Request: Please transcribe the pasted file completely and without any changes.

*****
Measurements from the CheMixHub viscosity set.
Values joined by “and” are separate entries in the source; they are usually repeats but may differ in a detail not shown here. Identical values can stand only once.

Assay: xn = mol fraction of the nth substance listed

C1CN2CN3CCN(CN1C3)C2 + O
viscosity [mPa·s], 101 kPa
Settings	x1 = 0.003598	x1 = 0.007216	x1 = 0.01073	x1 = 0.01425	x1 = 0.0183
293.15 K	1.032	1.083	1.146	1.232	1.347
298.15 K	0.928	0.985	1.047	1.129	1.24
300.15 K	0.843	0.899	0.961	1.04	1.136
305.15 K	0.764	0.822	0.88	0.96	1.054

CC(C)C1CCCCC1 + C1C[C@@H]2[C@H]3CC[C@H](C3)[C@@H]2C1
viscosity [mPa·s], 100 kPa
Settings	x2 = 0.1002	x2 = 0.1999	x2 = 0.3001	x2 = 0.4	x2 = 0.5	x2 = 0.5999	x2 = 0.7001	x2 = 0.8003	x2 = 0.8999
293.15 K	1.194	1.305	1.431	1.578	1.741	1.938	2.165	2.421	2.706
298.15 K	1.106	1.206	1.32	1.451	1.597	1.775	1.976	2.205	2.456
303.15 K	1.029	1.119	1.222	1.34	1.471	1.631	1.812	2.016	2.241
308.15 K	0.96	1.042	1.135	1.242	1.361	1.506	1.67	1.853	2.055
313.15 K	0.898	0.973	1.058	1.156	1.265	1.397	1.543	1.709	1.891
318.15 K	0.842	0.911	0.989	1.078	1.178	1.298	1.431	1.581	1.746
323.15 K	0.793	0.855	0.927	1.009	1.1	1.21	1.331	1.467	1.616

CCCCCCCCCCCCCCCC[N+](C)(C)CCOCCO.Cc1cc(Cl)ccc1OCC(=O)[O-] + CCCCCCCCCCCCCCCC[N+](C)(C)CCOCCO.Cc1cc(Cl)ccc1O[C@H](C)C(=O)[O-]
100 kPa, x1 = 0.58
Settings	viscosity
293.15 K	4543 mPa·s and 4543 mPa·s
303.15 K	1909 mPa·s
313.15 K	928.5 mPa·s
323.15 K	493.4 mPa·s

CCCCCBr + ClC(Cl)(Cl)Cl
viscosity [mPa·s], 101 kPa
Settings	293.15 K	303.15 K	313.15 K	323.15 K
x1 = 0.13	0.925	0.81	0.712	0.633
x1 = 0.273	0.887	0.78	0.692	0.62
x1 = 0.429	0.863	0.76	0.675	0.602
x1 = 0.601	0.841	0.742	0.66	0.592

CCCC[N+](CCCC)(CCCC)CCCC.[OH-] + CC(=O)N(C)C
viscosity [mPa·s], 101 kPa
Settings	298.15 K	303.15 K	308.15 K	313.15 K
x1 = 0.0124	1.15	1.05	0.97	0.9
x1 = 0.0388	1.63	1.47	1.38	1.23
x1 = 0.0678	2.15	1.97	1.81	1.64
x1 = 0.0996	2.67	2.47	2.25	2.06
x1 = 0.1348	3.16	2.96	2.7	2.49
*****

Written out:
Measurements from the CheMixHub viscosity set.
Values joined by “and” are separate entries in the source; they are usually repeats but may differ in a detail not shown here. Identical values can stand only once.

Assay: xn = mol fraction of the nth substance listed

C1CN2CN3CCN(CN1C3)C2 + O
viscosity [mPa·s], 101 kPa
Settings	x1 = 0.003598	x1 = 0.007216	x1 = 0.01073	x1 = 0.01425	x1 = 0.0183
293.15 K	1.032	1.083	1.146	1.232	1.347
298.15 K	0.928	0.985	1.047	1.129	1.24
300.15 K	0.843	0.899	0.961	1.04	1.136
305.15 K	0.764	0.822	0.88	0.96	1.054

CC(C)C1CCCCC1 + C1C[C@@H]2[C@H]3CC[C@H](C3)[C@@H]2C1
viscosity [mPa·s], 100 kPa
Settings	x2 = 0.1002	x2 = 0.1999	x2 = 0.3001	x2 = 0.4	x2 = 0.5	x2 = 0.5999	x2 = 0.7001	x2 = 0.8003	x2 = 0.8999
293.15 K	1.194	1.305	1.431	1.578	1.741	1.938	2.165	2.421	2.706
298.15 K	1.106	1.206	1.32	1.451	1.597	1.775	1.976	2.205	2.456
303.15 K	1.029	1.119	1.222	1.34	1.471	1.631	1.812	2.016	2.241
308.15 K	0.96	1.042	1.135	1.242	1.361	1.506	1.67	1.853	2.055
313.15 K	0.898	0.973	1.058	1.156	1.265	1.397	1.543	1.709	1.891
318.15 K	0.842	0.911	0.989	1.078	1.178	1.298	1.431	1.581	1.746
323.15 K	0.793	0.855	0.927	1.009	1.1	1.21	1.331	1.467	1.616

CCCCCCCCCCCCCCCC[N+](C)(C)CCOCCO.Cc1cc(Cl)ccc1OCC(=O)[O-] + CCCCCCCCCCCCCCCC[N+](C)(C)CCOCCO.Cc1cc(Cl)ccc1O[C@H](C)C(=O)[O-]
100 kPa, x1 = 0.58
Settings	viscosity
293.15 K	4543 mPa·s and 4543 mPa·s
303.15 K	1909 mPa·s
313.15 K	928.5 mPa·s
323.15 K	493.4 mPa·s

CCCCCBr + ClC(Cl)(Cl)Cl
viscosity [mPa·s], 101 kPa
Settings	293.15 K	303.15 K	313.15 K	323.15 K
x1 = 0.13	0.925	0.81	0.712	0.633
x1 = 0.273	0.887	0.78	0.692	0.62
x1 = 0.429	0.863	0.76	0.675	0.602
x1 = 0.601	0.841	0.742	0.66	0.592

CCCC[N+](CCCC)(CCCC)CCCC.[OH-] + CC(=O)N(C)C
viscosity [mPa·s], 101 kPa
Settings	298.15 K	303.15 K	308.15 K	313.15 K
x1 = 0.0124	1.15	1.05	0.97	0.9
x1 = 0.0388	1.63	1.47	1.38	1.23
x1 = 0.0678	2.15	1.97	1.81	1.64
x1 = 0.0996	2.67	2.47	2.25	2.06
x1 = 0.1348	3.16	2.96	2.7	2.49